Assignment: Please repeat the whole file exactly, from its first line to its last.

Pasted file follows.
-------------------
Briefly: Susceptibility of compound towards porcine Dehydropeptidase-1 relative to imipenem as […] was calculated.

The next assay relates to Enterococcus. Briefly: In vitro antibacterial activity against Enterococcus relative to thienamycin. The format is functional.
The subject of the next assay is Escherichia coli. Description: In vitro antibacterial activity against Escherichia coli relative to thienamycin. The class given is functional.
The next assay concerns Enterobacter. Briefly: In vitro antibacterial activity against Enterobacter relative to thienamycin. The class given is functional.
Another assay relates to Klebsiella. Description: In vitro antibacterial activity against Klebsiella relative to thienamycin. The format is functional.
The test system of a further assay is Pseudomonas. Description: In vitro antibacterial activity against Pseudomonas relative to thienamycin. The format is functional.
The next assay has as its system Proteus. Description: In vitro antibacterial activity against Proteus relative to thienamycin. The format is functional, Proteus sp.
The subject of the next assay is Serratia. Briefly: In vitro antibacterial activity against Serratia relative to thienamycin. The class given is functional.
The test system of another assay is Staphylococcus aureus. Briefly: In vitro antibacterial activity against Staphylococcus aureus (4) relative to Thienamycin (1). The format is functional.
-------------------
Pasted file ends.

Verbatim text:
Briefly: Susceptibility of compound towards porcine Dehydropeptidase-1 relative to imipenem as […] was calculated.

The next assay relates to Enterococcus. Briefly: In vitro antibacterial activity against Enterococcus relative to thienamycin. The format is functional.
The subject of the next assay is Escherichia coli. Description: In vitro antibacterial activity against Escherichia coli relative to thienamycin. The class given is functional.
The next assay concerns Enterobacter. Briefly: In vitro antibacterial activity against Enterobacter relative to thienamycin. The class given is functional.
Another assay relates to Klebsiella. Description: In vitro antibacterial activity against Klebsiella relative to thienamycin. The format is functional.
The test system of a further assay is Pseudomonas. Description: In vitro antibacterial activity against Pseudomonas relative to thienamycin. The format is functional.
The next assay has as its system Proteus. Description: In vitro antibacterial activity against Proteus relative to thienamycin. The format is functional, Proteus sp.
The subject of the next assay is Serratia. Briefly: In vitro antibacterial activity against Serratia relative to thienamycin. The class given is functional.
The test system of another assay is Staphylococcus aureus. Briefly: In vitro antibacterial activity against Staphylococcus aureus (4) relative to Thienamycin (1). The format is functional.